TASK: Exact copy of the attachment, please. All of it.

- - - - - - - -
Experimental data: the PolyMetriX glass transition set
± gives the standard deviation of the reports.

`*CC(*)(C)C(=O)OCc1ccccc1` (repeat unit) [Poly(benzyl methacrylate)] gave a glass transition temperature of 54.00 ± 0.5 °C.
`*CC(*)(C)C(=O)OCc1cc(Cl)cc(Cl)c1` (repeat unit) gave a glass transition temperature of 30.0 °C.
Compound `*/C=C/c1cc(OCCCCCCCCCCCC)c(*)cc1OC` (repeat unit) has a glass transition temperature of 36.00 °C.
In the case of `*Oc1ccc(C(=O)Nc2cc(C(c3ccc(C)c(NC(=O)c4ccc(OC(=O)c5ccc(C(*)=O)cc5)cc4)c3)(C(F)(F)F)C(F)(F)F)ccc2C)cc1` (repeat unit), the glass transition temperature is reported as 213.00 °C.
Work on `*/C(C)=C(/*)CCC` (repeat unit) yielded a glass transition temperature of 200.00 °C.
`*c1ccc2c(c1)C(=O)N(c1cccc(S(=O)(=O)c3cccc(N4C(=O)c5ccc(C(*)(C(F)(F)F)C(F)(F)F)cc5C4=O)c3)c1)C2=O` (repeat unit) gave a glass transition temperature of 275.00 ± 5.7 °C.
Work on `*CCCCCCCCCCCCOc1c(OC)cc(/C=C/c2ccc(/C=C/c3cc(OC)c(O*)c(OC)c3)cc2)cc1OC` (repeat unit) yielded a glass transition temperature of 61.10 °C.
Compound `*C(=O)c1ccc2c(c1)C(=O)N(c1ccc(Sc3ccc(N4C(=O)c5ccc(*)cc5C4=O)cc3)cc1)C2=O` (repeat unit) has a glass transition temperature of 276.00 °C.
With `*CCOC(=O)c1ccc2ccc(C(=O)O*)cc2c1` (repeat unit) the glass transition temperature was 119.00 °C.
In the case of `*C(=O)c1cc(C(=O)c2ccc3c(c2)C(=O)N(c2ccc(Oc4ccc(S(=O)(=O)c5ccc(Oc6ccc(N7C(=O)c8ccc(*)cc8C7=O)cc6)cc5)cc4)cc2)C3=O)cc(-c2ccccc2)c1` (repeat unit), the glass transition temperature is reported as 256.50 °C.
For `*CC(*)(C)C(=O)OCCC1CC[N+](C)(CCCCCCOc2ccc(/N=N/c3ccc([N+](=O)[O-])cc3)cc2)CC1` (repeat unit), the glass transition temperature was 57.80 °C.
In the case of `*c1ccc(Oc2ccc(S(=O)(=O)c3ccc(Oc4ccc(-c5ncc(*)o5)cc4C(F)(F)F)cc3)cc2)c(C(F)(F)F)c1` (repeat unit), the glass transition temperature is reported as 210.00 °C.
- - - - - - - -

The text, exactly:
Experimental data: the PolyMetriX glass transition set
± gives the standard deviation of the reports.

`*CC(*)(C)C(=O)OCc1ccccc1` (repeat unit) [Poly(benzyl methacrylate)] gave a glass transition temperature of 54.00 ± 0.5 °C.
`*CC(*)(C)C(=O)OCc1cc(Cl)cc(Cl)c1` (repeat unit) gave a glass transition temperature of 30.0 °C.
Compound `*/C=C/c1cc(OCCCCCCCCCCCC)c(*)cc1OC` (repeat unit) has a glass transition temperature of 36.00 °C.
In the case of `*Oc1ccc(C(=O)Nc2cc(C(c3ccc(C)c(NC(=O)c4ccc(OC(=O)c5ccc(C(*)=O)cc5)cc4)c3)(C(F)(F)F)C(F)(F)F)ccc2C)cc1` (repeat unit), the glass transition temperature is reported as 213.00 °C.
Work on `*/C(C)=C(/*)CCC` (repeat unit) yielded a glass transition temperature of 200.00 °C.
`*c1ccc2c(c1)C(=O)N(c1cccc(S(=O)(=O)c3cccc(N4C(=O)c5ccc(C(*)(C(F)(F)F)C(F)(F)F)cc5C4=O)c3)c1)C2=O` (repeat unit) gave a glass transition temperature of 275.00 ± 5.7 °C.
Work on `*CCCCCCCCCCCCOc1c(OC)cc(/C=C/c2ccc(/C=C/c3cc(OC)c(O*)c(OC)c3)cc2)cc1OC` (repeat unit) yielded a glass transition temperature of 61.10 °C.
Compound `*C(=O)c1ccc2c(c1)C(=O)N(c1ccc(Sc3ccc(N4C(=O)c5ccc(*)cc5C4=O)cc3)cc1)C2=O` (repeat unit) has a glass transition temperature of 276.00 °C.
With `*CCOC(=O)c1ccc2ccc(C(=O)O*)cc2c1` (repeat unit) the glass transition temperature was 119.00 °C.
In the case of `*C(=O)c1cc(C(=O)c2ccc3c(c2)C(=O)N(c2ccc(Oc4ccc(S(=O)(=O)c5ccc(Oc6ccc(N7C(=O)c8ccc(*)cc8C7=O)cc6)cc5)cc4)cc2)C3=O)cc(-c2ccccc2)c1` (repeat unit), the glass transition temperature is reported as 256.50 °C.
For `*CC(*)(C)C(=O)OCCC1CC[N+](C)(CCCCCCOc2ccc(/N=N/c3ccc([N+](=O)[O-])cc3)cc2)CC1` (repeat unit), the glass transition temperature was 57.80 °C.
In the case of `*c1ccc(Oc2ccc(S(=O)(=O)c3ccc(Oc4ccc(-c5ncc(*)o5)cc4C(F)(F)F)cc3)cc2)c(C(F)(F)F)c1` (repeat unit), the glass transition temperature is reported as 210.00 °C.